Rosengart is asking the court to step in to stop “Mr. Spears’s abuse of the system, waste, and vindictive attempts to harass his daughter, contrary to law — and contrary to fundamental decency.” He maintains that Jamie has used the courts to extract evidence for the sole purpose of embarrassing or humiliating Britney and that he even attempted unsuccessfully to order the deposition of his 41-year-old daughter. Rosengart also says he finds it appalling that Jamie is demanding Britney hand over money to pay for his legal fees to do this.

“Despite all of this, and despite the fact that based upon fundamental legal principles and overwhelming evidence demonstrating that he is not entitled to and never will receive another dollar of his daughter’s money, he continues to harass her, using the court system to do so,” the recent court papers read.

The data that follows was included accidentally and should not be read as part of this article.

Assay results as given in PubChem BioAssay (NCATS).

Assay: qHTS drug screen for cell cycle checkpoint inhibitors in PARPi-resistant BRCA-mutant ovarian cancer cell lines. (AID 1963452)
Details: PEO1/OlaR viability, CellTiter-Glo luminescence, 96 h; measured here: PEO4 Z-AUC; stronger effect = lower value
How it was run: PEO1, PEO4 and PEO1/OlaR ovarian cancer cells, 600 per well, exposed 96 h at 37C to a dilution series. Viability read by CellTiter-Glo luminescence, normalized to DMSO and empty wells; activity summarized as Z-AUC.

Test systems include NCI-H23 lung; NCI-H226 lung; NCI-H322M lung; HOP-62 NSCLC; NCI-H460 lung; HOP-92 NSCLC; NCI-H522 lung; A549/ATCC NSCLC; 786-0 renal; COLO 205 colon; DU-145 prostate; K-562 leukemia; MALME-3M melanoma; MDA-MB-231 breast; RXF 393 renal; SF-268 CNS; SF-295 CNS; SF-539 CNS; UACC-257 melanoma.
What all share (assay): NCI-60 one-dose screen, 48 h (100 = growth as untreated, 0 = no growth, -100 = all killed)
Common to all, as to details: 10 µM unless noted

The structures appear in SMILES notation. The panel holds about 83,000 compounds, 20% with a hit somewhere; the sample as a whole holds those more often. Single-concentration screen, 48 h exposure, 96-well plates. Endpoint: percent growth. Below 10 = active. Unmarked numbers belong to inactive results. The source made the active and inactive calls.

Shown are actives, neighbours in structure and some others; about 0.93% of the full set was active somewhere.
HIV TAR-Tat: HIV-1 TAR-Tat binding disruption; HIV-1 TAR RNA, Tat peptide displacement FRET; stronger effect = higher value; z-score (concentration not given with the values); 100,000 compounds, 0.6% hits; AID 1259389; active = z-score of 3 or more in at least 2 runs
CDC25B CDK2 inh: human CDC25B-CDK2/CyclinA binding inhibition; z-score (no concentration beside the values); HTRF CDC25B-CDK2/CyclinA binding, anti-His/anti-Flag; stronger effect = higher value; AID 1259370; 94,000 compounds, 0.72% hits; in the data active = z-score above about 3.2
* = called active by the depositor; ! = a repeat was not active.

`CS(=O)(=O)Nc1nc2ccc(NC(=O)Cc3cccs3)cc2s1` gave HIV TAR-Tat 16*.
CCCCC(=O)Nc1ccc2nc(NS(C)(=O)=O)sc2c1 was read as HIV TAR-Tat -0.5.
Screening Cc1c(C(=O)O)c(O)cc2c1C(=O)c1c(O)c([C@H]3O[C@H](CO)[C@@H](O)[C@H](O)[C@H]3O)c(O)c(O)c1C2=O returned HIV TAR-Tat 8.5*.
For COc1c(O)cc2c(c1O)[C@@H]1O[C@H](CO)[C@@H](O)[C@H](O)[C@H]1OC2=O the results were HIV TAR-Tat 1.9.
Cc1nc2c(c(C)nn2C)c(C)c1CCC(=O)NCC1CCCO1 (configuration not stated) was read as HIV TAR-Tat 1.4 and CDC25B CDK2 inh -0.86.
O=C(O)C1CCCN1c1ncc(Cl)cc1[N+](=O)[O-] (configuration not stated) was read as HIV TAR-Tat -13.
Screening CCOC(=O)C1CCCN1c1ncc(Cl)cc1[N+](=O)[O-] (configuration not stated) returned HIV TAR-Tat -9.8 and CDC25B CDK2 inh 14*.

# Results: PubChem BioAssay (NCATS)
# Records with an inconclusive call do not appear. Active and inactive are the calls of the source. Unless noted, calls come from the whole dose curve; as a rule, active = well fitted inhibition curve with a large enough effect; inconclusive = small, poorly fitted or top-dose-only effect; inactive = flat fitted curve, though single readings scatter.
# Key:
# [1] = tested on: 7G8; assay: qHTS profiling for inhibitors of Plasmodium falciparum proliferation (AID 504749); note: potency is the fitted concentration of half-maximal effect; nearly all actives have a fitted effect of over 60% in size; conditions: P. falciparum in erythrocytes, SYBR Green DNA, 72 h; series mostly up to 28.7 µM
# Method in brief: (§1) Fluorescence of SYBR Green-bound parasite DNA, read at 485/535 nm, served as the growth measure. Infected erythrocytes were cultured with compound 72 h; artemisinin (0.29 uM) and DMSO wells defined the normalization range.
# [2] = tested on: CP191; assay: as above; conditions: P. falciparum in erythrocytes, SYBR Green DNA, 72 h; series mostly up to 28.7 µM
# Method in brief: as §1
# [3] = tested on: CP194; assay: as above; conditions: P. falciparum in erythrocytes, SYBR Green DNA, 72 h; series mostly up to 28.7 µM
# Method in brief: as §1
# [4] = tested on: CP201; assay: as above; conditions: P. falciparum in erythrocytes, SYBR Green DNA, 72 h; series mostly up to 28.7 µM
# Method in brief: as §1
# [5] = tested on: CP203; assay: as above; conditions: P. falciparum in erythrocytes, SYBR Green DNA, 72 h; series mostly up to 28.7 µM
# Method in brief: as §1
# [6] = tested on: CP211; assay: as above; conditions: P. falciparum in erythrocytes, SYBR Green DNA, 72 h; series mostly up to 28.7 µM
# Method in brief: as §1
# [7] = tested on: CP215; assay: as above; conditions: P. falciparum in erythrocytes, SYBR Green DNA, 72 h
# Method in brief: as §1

Instead of Jamie stepping aside quietly after he was suspended as conservator, Rosengart accuses him and Weingarten of launching a “mean-spirited, scorched-earth litigation campaign” against Britney. He says Jamie tried to force his daughter to sit for a “revenge” deposition and tried unsuccessfully to unseal her private medical records.

“None of Mr. Spears’s filings or conduct has been to serve the interest of his daughter,” Rosengart writes in the recent court filings. During the conservatorship, he says, Britney was often forced to work against her will and treated like a “racehorse.”